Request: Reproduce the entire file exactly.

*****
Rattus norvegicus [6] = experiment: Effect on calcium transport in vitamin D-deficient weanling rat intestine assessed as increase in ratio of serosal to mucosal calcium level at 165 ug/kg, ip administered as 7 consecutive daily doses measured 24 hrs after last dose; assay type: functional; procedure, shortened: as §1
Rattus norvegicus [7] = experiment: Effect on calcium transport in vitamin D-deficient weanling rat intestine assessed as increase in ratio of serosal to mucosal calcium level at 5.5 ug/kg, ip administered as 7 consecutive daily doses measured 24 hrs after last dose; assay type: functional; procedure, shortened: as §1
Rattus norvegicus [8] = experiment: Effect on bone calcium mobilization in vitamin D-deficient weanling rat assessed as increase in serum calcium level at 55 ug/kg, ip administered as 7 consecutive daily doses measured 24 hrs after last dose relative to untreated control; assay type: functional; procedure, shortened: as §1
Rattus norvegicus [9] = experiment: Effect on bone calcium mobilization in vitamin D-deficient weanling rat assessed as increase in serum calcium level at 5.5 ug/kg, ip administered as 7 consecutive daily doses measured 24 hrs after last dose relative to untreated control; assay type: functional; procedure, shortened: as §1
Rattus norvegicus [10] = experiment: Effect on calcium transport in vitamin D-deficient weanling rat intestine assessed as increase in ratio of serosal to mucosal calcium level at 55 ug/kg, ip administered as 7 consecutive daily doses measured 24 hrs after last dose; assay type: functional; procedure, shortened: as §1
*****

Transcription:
Rattus norvegicus [6] = experiment: Effect on calcium transport in vitamin D-deficient weanling rat intestine assessed as increase in ratio of serosal to mucosal calcium level at 165 ug/kg, ip administered as 7 consecutive daily doses measured 24 hrs after last dose; assay type: functional; procedure, shortened: as §1
Rattus norvegicus [7] = experiment: Effect on calcium transport in vitamin D-deficient weanling rat intestine assessed as increase in ratio of serosal to mucosal calcium level at 5.5 ug/kg, ip administered as 7 consecutive daily doses measured 24 hrs after last dose; assay type: functional; procedure, shortened: as §1
Rattus norvegicus [8] = experiment: Effect on bone calcium mobilization in vitamin D-deficient weanling rat assessed as increase in serum calcium level at 55 ug/kg, ip administered as 7 consecutive daily doses measured 24 hrs after last dose relative to untreated control; assay type: functional; procedure, shortened: as §1
Rattus norvegicus [9] = experiment: Effect on bone calcium mobilization in vitamin D-deficient weanling rat assessed as increase in serum calcium level at 5.5 ug/kg, ip administered as 7 consecutive daily doses measured 24 hrs after last dose relative to untreated control; assay type: functional; procedure, shortened: as §1
Rattus norvegicus [10] = experiment: Effect on calcium transport in vitamin D-deficient weanling rat intestine assessed as increase in ratio of serosal to mucosal calcium level at 55 ug/kg, ip administered as 7 consecutive daily doses measured 24 hrs after last dose; assay type: functional; procedure, shortened: as §1